There have been times when I’ve listened to my friends – all of whom earned more than me – chattering excitedly about Shopping and I’ve just felt like crying.  Not for me, though; for them.  My husband and I have compared notes, and every single one of our friends has debt problems that won’t seem to go away.  We know because over the years they’ve all come to us and told us about them.  They all also seem to have major dreams that they’ve felt forced to put on the back burner.  For instance, we have a friend whose dream is to “mow rich people’s lawns” when he retires, and another who wants to deliver flowers.  Both of these guys could quit and start doing those jobs tomorrow if it weren’t for debt, you know?

It does take years and it does mean saying goodbye forever to Cute Shoes and it does definitely put you outside the mainstream, which can be uncomfortable.  But it is possible to get up one day and say, “You know what?  I’m going to live my dream now.”  And if you can do it, you should do it, for yourself and your family but also to inspire others, whose dreams might be cooler than yours.

How Not to Teach Kids to Read Aloud

February 7, 2010 at 4:20 pm | Posted in Reading with Kids | 5 Comments

My stepbunny, Sweetie Junior, is in high school now, so I figure we only have a few years left to salvage what we can of her education in a third-rate school district.  Here’s some new motivation that has lit a fire under my chair.

We were talking around the dinner table, and the subject of audio books came up.  SJ mentioned that “we” were listening to an audio book in which the narrator would make a mistake, say, “Oh, wait,” and re-read the mistaken sentence.  There appeared to be no post-production editing whatsoever.  “What book was that?” I wanted to know, “I want to make sure I don’t accidentally listen to it.”  “It was something about, like, Four Aprils,” she replied.  I asked if she meant Across Five Aprils, which I knew she’d read for school.  That was it.

Then a sinking feeling took hold of me.  I had assumed she and her mother were listening to this shoddy audio book, but now I wasn’t so sure.  “Who’s we?  Where were you listening to this book?”  “In school,” she said.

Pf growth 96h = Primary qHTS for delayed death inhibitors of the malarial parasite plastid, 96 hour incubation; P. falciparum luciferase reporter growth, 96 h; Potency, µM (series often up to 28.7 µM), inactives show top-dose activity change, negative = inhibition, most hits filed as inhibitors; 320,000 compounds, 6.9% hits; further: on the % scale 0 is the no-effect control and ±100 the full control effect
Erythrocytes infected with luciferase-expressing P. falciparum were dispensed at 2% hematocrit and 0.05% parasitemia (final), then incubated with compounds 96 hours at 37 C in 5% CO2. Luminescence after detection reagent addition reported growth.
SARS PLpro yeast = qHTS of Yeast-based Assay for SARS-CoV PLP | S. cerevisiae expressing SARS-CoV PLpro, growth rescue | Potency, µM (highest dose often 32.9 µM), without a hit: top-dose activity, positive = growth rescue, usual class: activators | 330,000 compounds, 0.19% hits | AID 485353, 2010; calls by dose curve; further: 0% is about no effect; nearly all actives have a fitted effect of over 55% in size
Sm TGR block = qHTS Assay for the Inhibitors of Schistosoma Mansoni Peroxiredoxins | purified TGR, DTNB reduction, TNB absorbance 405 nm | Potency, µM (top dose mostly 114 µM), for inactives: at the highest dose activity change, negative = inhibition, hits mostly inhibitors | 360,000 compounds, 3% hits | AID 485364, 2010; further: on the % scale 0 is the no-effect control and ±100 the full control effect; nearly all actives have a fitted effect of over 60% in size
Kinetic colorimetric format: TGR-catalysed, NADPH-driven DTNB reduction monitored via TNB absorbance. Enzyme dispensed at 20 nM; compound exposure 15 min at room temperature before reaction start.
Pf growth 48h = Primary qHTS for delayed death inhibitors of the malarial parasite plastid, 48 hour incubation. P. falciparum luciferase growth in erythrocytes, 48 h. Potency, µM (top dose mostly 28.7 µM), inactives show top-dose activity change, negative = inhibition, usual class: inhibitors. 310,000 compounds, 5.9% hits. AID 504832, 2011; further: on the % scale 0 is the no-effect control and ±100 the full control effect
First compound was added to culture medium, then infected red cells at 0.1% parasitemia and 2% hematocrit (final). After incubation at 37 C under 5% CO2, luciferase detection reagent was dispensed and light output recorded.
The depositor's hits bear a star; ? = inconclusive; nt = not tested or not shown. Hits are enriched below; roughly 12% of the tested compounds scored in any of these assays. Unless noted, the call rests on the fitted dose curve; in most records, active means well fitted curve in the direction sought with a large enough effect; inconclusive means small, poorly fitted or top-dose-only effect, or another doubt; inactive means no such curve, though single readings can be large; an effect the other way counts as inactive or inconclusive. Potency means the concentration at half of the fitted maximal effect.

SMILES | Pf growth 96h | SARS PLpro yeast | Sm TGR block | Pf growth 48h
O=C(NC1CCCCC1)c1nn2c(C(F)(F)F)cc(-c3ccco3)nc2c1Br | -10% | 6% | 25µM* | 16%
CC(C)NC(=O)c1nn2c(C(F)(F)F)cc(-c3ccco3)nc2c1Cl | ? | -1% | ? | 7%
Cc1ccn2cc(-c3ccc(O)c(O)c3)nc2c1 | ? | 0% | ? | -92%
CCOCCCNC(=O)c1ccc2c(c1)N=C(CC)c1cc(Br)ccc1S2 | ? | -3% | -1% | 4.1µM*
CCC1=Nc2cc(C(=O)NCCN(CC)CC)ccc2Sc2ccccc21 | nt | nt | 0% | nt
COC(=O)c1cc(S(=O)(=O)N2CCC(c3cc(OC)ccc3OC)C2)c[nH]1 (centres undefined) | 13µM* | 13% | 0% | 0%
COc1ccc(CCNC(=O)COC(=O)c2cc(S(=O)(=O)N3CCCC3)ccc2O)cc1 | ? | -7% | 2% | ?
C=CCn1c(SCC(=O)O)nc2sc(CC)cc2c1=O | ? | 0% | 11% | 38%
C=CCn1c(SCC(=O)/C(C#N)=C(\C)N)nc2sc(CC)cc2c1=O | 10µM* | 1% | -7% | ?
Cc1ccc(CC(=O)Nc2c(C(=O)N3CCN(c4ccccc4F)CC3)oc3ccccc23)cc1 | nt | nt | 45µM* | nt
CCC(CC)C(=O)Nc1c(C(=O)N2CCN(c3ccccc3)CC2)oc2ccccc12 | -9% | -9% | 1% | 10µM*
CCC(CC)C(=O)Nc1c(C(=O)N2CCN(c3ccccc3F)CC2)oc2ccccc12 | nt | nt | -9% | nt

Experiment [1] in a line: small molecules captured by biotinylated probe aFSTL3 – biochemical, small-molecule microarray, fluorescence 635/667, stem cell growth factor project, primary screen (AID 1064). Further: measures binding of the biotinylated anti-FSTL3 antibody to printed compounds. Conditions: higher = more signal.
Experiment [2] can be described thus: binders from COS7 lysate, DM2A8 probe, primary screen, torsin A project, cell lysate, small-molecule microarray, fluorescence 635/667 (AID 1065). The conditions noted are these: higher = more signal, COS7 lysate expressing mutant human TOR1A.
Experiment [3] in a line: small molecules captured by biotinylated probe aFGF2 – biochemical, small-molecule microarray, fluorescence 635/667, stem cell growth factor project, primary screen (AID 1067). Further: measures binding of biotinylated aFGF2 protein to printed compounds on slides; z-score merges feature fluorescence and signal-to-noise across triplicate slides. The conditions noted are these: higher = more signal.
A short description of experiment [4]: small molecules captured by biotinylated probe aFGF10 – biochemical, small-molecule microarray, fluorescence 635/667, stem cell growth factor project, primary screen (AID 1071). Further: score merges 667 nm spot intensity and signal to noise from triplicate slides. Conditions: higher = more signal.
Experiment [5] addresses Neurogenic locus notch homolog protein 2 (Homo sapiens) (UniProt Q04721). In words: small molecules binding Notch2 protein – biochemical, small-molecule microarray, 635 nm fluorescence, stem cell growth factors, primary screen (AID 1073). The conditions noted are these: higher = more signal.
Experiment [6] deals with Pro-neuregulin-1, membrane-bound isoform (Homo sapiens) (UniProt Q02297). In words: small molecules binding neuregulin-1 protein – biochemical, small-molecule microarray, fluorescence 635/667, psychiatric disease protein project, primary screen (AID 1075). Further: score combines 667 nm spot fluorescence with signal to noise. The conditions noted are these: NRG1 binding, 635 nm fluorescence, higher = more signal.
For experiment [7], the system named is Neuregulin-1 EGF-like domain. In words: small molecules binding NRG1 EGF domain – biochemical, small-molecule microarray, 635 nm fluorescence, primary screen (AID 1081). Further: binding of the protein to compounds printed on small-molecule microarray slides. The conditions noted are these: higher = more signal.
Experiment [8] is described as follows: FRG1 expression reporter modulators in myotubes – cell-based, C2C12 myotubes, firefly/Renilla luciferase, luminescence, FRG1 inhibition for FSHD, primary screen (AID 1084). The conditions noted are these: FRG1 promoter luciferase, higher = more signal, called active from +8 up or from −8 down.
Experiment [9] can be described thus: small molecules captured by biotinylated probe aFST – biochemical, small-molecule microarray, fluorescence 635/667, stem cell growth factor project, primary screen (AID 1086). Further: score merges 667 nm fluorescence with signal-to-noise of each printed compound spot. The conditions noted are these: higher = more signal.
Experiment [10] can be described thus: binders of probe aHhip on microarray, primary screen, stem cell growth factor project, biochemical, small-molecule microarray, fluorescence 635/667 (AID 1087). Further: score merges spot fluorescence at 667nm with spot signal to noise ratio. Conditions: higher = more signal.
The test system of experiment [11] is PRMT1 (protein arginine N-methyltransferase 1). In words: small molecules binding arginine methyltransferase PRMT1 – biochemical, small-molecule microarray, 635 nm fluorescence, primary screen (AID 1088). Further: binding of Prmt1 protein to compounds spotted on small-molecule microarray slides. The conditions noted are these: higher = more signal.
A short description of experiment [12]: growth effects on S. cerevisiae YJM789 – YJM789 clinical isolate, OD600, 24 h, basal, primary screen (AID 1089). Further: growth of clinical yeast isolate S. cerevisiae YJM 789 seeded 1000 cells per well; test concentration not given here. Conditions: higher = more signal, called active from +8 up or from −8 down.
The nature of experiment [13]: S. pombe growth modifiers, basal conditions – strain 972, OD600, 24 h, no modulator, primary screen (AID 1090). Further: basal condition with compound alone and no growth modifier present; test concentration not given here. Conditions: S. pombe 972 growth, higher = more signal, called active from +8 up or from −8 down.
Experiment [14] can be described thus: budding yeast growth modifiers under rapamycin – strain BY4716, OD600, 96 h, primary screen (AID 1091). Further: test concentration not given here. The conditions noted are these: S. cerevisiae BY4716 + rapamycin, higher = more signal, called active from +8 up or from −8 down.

I froze.  “Do you mean to tell me you sit in class and listen to an audio book?”  “Yeah,” she said, “the teacher has, like, stuff to do.”

This explains so much.

I dropped my face into my hand and shook my head.  Then I tried to explain how important it is for kids to get every possible opportunity to practice reading out loud.  My man Rocket Scientist chimed in that it’s really embarrassing to mispronounce something when you’re giving a presentation at work.

The other things I’m wondering are, a) what the Sam Hill is the teacher doing during active class time that he couldn’t do during free periods or in the evening?  and b) where did they dig up this amateur production, that in no way could possibly be an improvement on the kids taking turns to read?

See, you’ll never find out what your kids are really doing in class.  You ask them how their day was and they say Okay.  You ask if they learned anything interesting and they may have something to share.  But no amount of probing is going to uncover fun facts such as, My teachers are incompetent, or They quit caring years ago, or I may not make it through college at this rate.

We’re finishing The Knife of Never Letting Go tonight.  I’m starting to wonder how we can find a way to do two books a week instead of one.  Twelve years of schooling isn’t that much, really, when you come down to it – especially in some places.

Booking Through Thursday: Winter Reading

February 4, 2010 at 4:03 pm | Posted in Book Blather | Leave a comment

Here is my response to this week’s Booking Through Thursday:

The northern hemisphere, at least, is socked in by winter right now… So, on a cold, wintry day, when you want nothing more than to curl up with a good book on the couch … what kind of reading do you want to do?

When the weather is bad, I like to read books in which the weather is also bad.  This might sound strange, but to me it adds to the atmosphere.  Reading about stormy weather during the summer just reminds me that summer will be over soon.

The other thing I like to read during winter weather is dark, heavy stuff.  January especially calls out for depressing plots and doomsaying nonfiction.  Gloom goes with gloom.

Now, I live in Northern California, where our winter blahs just mean rain, wind, mud, and the occasional flooding incident.  The temperature rarely descends to freezing.  Last week I saw some daffodils blooming, shortly followed by a robin perching in a tree.  I guess if I’m going to read American Pastoral I’d better do it before spring comes!

“Sandman Slim”

February 4, 2010 at 3:36 pm | Posted in Fiction, Science Fiction | Leave a comment

Richard Kadrey’s Sandman Slim is a hilarious and profane joyride, a novel with enough juice to make a series, and something I hope someone is making into a film right now.

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On the first page we learn that the protagonist, Stark, has returned to Earth from years of living in Hell.  What follows is a rip-roaring revenge story packed with supernatural beings, great action sequences, and more costume changes than the film Elizabeth.  I don’t want to spoil it for you, though – you’ll have to enjoy it for yourself – but if you’re into vampire stuff, you might enjoy Sandman Slim for a slight change of pace.